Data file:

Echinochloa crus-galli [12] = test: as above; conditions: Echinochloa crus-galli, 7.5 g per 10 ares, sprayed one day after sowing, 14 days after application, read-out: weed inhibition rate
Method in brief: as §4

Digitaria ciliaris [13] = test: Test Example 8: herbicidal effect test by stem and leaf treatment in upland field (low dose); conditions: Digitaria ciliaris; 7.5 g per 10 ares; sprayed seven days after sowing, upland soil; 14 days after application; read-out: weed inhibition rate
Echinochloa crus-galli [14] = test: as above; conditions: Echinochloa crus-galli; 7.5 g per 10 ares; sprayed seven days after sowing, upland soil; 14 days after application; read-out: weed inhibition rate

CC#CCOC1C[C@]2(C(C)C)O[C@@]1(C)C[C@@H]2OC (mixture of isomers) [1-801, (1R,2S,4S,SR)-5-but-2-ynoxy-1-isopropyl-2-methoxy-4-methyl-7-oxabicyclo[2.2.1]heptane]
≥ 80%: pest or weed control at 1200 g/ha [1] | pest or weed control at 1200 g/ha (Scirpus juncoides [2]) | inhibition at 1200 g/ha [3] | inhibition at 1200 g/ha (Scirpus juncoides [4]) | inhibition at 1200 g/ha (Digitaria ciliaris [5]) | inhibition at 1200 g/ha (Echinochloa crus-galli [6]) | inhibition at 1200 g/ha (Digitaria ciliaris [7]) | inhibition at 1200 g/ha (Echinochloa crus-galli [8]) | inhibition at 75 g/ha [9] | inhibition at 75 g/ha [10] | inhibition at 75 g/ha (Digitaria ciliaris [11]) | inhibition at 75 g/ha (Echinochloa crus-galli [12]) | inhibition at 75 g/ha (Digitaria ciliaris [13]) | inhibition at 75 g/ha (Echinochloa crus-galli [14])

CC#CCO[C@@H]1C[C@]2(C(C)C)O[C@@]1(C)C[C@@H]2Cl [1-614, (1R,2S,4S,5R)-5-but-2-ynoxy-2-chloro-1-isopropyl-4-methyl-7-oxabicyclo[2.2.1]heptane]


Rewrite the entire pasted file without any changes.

Echinochloa crus-galli [12] = test: as above; conditions: Echinochloa crus-galli, 7.5 g per 10 ares, sprayed one day after sowing, 14 days after application, read-out: weed inhibition rate
Method in brief: as §4

Digitaria ciliaris [13] = test: Test Example 8: herbicidal effect test by stem and leaf treatment in upland field (low dose); conditions: Digitaria ciliaris; 7.5 g per 10 ares; sprayed seven days after sowing, upland soil; 14 days after application; read-out: weed inhibition rate
Echinochloa crus-galli [14] = test: as above; conditions: Echinochloa crus-galli; 7.5 g per 10 ares; sprayed seven days after sowing, upland soil; 14 days after application; read-out: weed inhibition rate

CC#CCOC1C[C@]2(C(C)C)O[C@@]1(C)C[C@@H]2OC (mixture of isomers) [1-801, (1R,2S,4S,SR)-5-but-2-ynoxy-1-isopropyl-2-methoxy-4-methyl-7-oxabicyclo[2.2.1]heptane]
≥ 80%: pest or weed control at 1200 g/ha [1] | pest or weed control at 1200 g/ha (Scirpus juncoides [2]) | inhibition at 1200 g/ha [3] | inhibition at 1200 g/ha (Scirpus juncoides [4]) | inhibition at 1200 g/ha (Digitaria ciliaris [5]) | inhibition at 1200 g/ha (Echinochloa crus-galli [6]) | inhibition at 1200 g/ha (Digitaria ciliaris [7]) | inhibition at 1200 g/ha (Echinochloa crus-galli [8]) | inhibition at 75 g/ha [9] | inhibition at 75 g/ha [10] | inhibition at 75 g/ha (Digitaria ciliaris [11]) | inhibition at 75 g/ha (Echinochloa crus-galli [12]) | inhibition at 75 g/ha (Digitaria ciliaris [13]) | inhibition at 75 g/ha (Echinochloa crus-galli [14])

CC#CCO[C@@H]1C[C@]2(C(C)C)O[C@@]1(C)C[C@@H]2Cl [1-614, (1R,2S,4S,5R)-5-but-2-ynoxy-2-chloro-1-isopropyl-4-methyl-7-oxabicyclo[2.2.1]heptane]